Can Brands Change Archetypes?
The simple answer is yes. Some brands can change archetypes depending on the changes within their business and the changes outside their business. Therefore, the better question is not “can brands change archetypes”, but “why do brands change archetypes?”. The purpose of archetype branding is about managing the meaning of your brand. That is why when aligning with an archetype, brands need to question what their brand means to people and how relevant it will be years down the road.
Why Do Brand Archetypes Change?
The easiest answer is that maybe the archetype wasn’t necessarily the right one for the brand. Some brands can become lost in their branding and lose track of their messaging and what their brand is signaling. When this happens brands need to take a step back and think about who they are, what they’re offering, and consider what archetype they align with. Sometimes the most accurate archetype isn’t always the most obvious one.
Another reason brands can change their archetype is due to changes in their environment. A brand’s environment can include technological advances, economic changes, political changes, cultural shifts, and more. Since we live in a constantly evolving world, there is a good chance that a brand may need to reposition itself. Quickly repositioning to adapt to environmental changes could mean a change in archetypes.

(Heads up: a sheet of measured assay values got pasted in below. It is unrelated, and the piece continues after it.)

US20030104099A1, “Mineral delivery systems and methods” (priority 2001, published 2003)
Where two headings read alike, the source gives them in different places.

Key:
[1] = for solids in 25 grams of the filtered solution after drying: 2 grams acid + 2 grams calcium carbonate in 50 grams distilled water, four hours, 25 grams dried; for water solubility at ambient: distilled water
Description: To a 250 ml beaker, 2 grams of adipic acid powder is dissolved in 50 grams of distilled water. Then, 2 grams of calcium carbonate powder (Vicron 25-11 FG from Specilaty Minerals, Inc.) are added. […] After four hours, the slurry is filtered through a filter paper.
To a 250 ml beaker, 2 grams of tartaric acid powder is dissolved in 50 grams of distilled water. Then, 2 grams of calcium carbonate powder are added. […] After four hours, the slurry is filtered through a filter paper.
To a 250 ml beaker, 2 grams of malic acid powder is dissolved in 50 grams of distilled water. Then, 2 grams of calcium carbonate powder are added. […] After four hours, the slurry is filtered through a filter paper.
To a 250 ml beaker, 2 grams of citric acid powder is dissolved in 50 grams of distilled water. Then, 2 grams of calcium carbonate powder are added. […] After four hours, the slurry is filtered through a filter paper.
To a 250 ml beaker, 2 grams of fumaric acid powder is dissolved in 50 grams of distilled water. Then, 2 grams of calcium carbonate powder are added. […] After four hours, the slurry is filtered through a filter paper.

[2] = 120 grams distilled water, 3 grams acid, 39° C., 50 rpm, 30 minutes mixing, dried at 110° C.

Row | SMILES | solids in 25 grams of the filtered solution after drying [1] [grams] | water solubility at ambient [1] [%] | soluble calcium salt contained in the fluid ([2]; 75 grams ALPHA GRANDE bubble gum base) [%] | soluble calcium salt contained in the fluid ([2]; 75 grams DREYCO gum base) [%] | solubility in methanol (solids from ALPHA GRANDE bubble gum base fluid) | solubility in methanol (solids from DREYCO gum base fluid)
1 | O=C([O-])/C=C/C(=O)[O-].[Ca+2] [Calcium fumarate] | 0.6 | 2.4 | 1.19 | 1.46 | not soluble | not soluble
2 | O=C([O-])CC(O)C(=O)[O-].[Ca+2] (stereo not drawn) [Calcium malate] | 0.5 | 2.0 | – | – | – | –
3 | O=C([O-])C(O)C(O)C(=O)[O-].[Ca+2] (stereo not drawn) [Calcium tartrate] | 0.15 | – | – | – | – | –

Additionally, brands can change what archetype they align with throughout their existence. Much like people’s personalities change, brand archetypes can do the same. For instance, a brand that started as a joker archetype could transition to an outlaw archetype depending on its brand messaging. It all depends on what direction a brand chooses to take.
Changing Archetypes Due To New Products
As a company matures, they may decide to try new product lines or offer different services in an attempt to increase revenue. If a change in products and services is big enough, it could disrupt, or go against, whichever archetype a company has chosen to align with. For example, if a company that sells tires decides they now want to offer a line of windshield wipers, a change in branding wouldn’t be very necessary. However, if the same company wants to sell a line of shampoo, a big change in branding could need to take place.
If a brand decides to make an expansion to a new unrelated offering, they’ll need to decide whether to focus their branding on the company, or the products they offer. An example of a company that has successfully branded their products rather than themselves is Procter & Gamble (P&G). P&G owns brands such as Crest toothpaste, Old Spice hygiene products, Tide detergent, and Bounty paper towels. Each of these products has its own brand and with that its archetype. By creating different brands for their products, P&G was able to assign an archetype to their individual product lines and simplify their branding efforts.
Brand archetypes have the ability to change depending on several factors stemming from external and internal changes. Whether it’s a change in human behavior or an addition of a new product, a change in your archetype is possible and can greatly help a company with their branding efforts. To learn more about branding and choosing an archetype, check out our blog on the 12 Jungian Archetypes and see where your brand fits in.
–written by Jonah Ericksen